Andrew Looney vs John Cooper

Binary Homeworlds

Looney Con exhibition team game, July 22, 2016

25 minute timers, sudden death

Andy is north (top) and has the first turn. John is south (bottom). By choosing different colors for their initial ships, the players will delay their competition for large pieces. By putting a large green piece in his home system marker, John may be able to limit Andy's access to additional large green ships (Andy is known for favoring a “green game”).

1

homeworld r2 b1 g3 Wunderland

homeworld g3 r1 b3 Jome

2

build g1 Wunderland

build b1 Jome

3

trade g1 b1 Wunderland

build b2 Jome

4

build b2 Wunderland

trade b2 y2 Jome

5

trade b1 y1 Wunderland

discover b1 Jome

y2 HSOJ

Both players establish blue ships in their advanced systems so they can trade to other technologies.

6

discover b2 Wunderland

g3 Pepperland

build b1 Jome

7

build b2 Pepperland

discover b1 Jome

g2 JOHS

8

trade b2 y2 Pepperland

build b2 JOHS

9

build y1 Wunderland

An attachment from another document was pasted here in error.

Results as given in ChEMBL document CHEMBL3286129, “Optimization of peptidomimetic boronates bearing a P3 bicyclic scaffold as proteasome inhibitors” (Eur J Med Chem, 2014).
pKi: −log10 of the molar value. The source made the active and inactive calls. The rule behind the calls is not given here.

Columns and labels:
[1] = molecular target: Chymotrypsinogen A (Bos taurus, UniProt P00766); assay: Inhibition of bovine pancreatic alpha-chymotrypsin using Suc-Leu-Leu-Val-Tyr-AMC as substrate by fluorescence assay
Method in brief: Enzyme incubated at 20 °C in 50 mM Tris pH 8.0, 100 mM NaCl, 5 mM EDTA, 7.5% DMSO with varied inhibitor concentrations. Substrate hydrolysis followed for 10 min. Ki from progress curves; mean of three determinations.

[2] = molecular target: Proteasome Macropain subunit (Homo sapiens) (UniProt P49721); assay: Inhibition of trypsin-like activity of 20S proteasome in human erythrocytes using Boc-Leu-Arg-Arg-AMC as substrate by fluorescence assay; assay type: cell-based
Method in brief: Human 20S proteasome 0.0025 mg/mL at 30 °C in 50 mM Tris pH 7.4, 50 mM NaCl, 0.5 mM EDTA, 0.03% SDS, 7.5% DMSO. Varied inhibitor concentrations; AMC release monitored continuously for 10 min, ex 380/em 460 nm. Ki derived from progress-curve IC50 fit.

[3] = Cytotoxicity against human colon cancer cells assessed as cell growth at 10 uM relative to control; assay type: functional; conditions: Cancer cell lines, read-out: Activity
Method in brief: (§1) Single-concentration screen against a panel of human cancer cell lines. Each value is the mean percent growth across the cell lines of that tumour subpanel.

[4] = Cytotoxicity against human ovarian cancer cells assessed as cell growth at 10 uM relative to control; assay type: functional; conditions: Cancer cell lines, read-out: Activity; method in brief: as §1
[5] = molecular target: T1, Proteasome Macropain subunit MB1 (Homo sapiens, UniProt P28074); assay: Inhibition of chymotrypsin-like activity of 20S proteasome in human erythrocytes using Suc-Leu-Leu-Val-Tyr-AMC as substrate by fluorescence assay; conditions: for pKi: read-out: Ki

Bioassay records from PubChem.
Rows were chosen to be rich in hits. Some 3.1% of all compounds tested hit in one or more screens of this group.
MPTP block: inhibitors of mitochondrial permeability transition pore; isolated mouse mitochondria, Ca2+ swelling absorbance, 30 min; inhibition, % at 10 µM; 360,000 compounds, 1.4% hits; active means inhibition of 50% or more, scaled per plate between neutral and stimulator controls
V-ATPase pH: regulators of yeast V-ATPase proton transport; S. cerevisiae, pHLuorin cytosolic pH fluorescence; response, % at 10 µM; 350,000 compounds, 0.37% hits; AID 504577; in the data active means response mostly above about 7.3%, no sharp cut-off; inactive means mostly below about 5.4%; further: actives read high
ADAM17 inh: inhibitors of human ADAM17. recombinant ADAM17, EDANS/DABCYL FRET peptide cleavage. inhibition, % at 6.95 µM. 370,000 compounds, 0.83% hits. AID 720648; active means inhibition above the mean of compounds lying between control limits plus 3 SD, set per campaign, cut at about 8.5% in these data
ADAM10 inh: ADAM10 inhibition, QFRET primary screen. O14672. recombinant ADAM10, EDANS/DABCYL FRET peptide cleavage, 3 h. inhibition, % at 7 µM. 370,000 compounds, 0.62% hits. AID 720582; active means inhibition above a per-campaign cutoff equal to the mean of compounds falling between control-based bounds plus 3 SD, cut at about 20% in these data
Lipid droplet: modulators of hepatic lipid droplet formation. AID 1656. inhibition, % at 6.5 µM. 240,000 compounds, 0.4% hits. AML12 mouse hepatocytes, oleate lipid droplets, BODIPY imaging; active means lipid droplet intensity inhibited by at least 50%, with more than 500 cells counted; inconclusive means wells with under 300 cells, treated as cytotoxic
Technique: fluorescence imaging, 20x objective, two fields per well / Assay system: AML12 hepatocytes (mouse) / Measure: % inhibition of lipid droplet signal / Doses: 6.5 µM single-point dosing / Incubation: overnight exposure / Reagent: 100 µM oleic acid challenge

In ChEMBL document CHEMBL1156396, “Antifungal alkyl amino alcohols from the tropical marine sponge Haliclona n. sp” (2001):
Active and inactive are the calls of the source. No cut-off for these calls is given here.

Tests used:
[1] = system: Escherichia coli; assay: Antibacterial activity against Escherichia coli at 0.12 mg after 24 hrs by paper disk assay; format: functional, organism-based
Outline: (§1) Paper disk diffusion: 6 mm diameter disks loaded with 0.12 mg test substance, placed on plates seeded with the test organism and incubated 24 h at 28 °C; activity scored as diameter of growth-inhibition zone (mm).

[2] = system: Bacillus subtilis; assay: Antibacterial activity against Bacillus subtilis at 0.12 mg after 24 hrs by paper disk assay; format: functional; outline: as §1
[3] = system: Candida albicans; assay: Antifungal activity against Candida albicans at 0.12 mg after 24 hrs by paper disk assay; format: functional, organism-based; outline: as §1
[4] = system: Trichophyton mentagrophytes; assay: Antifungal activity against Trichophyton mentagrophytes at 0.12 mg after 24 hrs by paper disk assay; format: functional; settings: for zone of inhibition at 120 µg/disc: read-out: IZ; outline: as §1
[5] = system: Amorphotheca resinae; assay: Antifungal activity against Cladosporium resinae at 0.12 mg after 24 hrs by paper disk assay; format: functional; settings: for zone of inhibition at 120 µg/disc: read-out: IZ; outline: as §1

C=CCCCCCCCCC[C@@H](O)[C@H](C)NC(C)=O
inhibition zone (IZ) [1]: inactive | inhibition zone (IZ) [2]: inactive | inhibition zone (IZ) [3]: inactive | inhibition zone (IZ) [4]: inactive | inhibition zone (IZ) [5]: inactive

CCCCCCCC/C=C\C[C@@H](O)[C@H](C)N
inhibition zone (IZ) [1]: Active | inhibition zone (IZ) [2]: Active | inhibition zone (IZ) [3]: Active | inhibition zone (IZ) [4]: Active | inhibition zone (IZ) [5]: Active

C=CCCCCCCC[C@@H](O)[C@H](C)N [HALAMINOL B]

build b2 Jome

Andy builds another blue ship on Pepperland, and John takes the opportunity to cause a blue catastrophe. John lost more ships, but Andy lost a large ship and all of his blue ships. John can still diversify technology on JOHS (his advanced system), but Andy can only do color trades at his home system.

10

build b3 Pepperland

sacrifice y2 Jome,

move b1 JOHS Pepperland,

move b1 HSOJ Pepperland,

catastrophe Pepperland b

(b1s, b1s, b2n, b3n)

Andy makes blue ships to open color options on Pepperland. He also advances a ship to a system connected to John's homeworld, which could lead to opportunities for attacks or catastrophes there.

John trades for the first red ship of the game. Andy gets a red of his own, but it is smaller than John's and less powerful for sacrificing in back-and-forth attacks.

11

trade y1 b1 Wunderland

build b1 JOHS

12

move b1 Wunderland Pepperland

trade b2 y2 Jome

13

build b2 Pepperland

build b2 Jome

14

discover b2 Pepperland

y2 Narnia

trade b2 r2 Jome

15

trade b1 r1 Pepperland

build b1 Jome